For the most part nginx has been my default go-to choice. While it has its quirks and strange design choices usually doesn't get in the way. Lately their refusal to backport bug fixes from their development version to the stable version has been causing some problems.
Specifically, the "stable" version of nginx can't do HTTP/2 POST on any current browser without nginx dropping and resetting the connection.
This affected sites like https://bugs.freebsd.org/ - if you attempted to process a bug, your good deed was punished by a connection reset. This was directly caused by nginx.
They fixed this in their development tree and you can back-port the fix yourself. The issue and patch in question is referenced here: https://trac.nginx.org/nginx/ticket/959#comment:18 It boggles my mind that they don't seem to think that HTTP/2 POST not working in their stable branch isn't worth fixing. Turning off HTTP/2 and falling back to SPDY is no longer an option because they removed SPDY support.
Luckily there is a new kid on the block and now there is another option to carrying an nginx patch set yourself. The front-end TLS/HTTP/2 proxy server that comes with the nghttp2 library package Just Works(TM). Unlike nginx, it does both SPDY and HTTP/2 at the same time and a few other nice things like dealing with old pre-ALPN clients in a sensible way.
It is simple to use and as a bonus, it plays nicely with Varnish. Here is how I've been using it:
- Remove TLS/SSL/HTTP/2 from nginx, reconfigure the main nginx servers (or Varnish) to listen on localhost:83.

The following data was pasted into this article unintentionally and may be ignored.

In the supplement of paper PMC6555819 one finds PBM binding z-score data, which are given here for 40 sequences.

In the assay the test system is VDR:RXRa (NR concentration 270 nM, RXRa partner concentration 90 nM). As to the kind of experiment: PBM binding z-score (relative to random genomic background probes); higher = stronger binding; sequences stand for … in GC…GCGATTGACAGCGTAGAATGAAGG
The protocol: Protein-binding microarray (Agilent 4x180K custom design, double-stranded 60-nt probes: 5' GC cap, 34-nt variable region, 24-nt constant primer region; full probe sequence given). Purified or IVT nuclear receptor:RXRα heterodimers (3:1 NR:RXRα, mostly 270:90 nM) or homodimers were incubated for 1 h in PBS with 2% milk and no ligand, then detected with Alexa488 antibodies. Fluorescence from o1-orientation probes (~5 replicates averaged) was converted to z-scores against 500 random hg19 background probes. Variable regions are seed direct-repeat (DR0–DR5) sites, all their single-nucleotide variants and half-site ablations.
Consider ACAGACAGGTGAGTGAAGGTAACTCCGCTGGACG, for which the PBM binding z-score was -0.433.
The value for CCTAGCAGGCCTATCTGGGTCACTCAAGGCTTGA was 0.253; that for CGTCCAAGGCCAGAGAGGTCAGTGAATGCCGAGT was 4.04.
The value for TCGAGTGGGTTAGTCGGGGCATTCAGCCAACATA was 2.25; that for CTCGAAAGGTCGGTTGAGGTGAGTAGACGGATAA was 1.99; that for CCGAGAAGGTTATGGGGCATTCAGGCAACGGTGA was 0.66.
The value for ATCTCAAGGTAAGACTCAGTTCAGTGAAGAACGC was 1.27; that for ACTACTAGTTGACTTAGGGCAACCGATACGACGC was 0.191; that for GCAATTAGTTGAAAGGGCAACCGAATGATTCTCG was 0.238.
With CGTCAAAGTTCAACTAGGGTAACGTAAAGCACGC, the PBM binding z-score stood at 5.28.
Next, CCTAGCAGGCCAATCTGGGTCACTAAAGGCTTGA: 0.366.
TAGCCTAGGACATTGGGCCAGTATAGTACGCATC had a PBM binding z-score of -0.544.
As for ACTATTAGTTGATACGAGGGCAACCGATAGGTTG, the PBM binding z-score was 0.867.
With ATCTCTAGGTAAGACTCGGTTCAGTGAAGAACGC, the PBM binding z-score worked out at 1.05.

- Fire up nghttpx (the front-end proxy) to relay from the wild internet on 443 to localhost:83
Sample nghttpx.conf - it is quite simple:
# The basics backend=127.0.0.1,83 frontend=*,443 # TLS settings ciphers=ECDHE-RSA-.... (I use mozilla's recommended cipher settings) private-key-file=/path/to/privkey.pem certificate-file=/path/to/fullchain.pem # weaken the defaults - re-enable tls-1.0 tls-proto-list=TLSv1.2,TLSv1.1,TLSv1.0 # Logs accesslog-file=/var/log/nghttpx-access.log errorlog-file=/var/log/nghttpx-error.log # and a few extra settings strip-incoming-x-forwarded-for=yes add-x-forwarded-for=yes strip-incoming-forwarded=yes add-forwarded=by,for,host,proto # Don't hash forwarded-for stuff, use the actual information forwarded-by=ip forwarded-for=ip # HSTS settings etc add-response-header=Strict-Transport-Security:max-age=31536000; includeSubdomains # other security headers here
For nginx.conf, all I needed for using correct IP addresses in logs is something like:
set_real_ip_from 127.0.0.1; real_ip_header X-Forwarded-For; real_ip_recursive on;
I have been able to use nghttp2's nghttpx with varnish to completely eliminate nginx from the pipeline. Well, almost - nginx has been relegated to serving letsencrypt cookies but I have other options for that if I cared.
It does OCSP stapling by default and generally has a decent set of default TLS settings - if anything, it is a bit stricter out of the box than I would like. This is a welcome development and choosing whether to relax TLS settings a nice problem to have.
It is important to note that nghttpx does not claim to be focused on peak performance. However, it is no slouch either. It has been more than enough for anything I would expect it to handle.
It is very nice to have another option for a solid, modern TLS/SPDY/HTTP2 terminator. At the very least it might give the nginx folks a wake-up call so they think a little more carefully about holding back on fixes for user-affecting bugs.
The nghttp2 project is https://nghttp2.org/ You will discover that it is very well documented and has a solid HTTP/2 client and server library implementation in addition to the proxy server I described above. It is well worth a look.
Update: It was pointed out to me that how nginx defines their branches was lost in the noise. Here is their description. This is not in sync with what some packagers do, notably FreeBSD, who mis-package the "mainline" version as "nginx-devel". On the other hand, Nginx say: We recommend that in general you deploy the NGINX mainline branch at all times. Unfortunately this is not obvious unless you go looking for it. As for myself, I'm going to stick with nghttp2 as a small, futile protest against monoculture.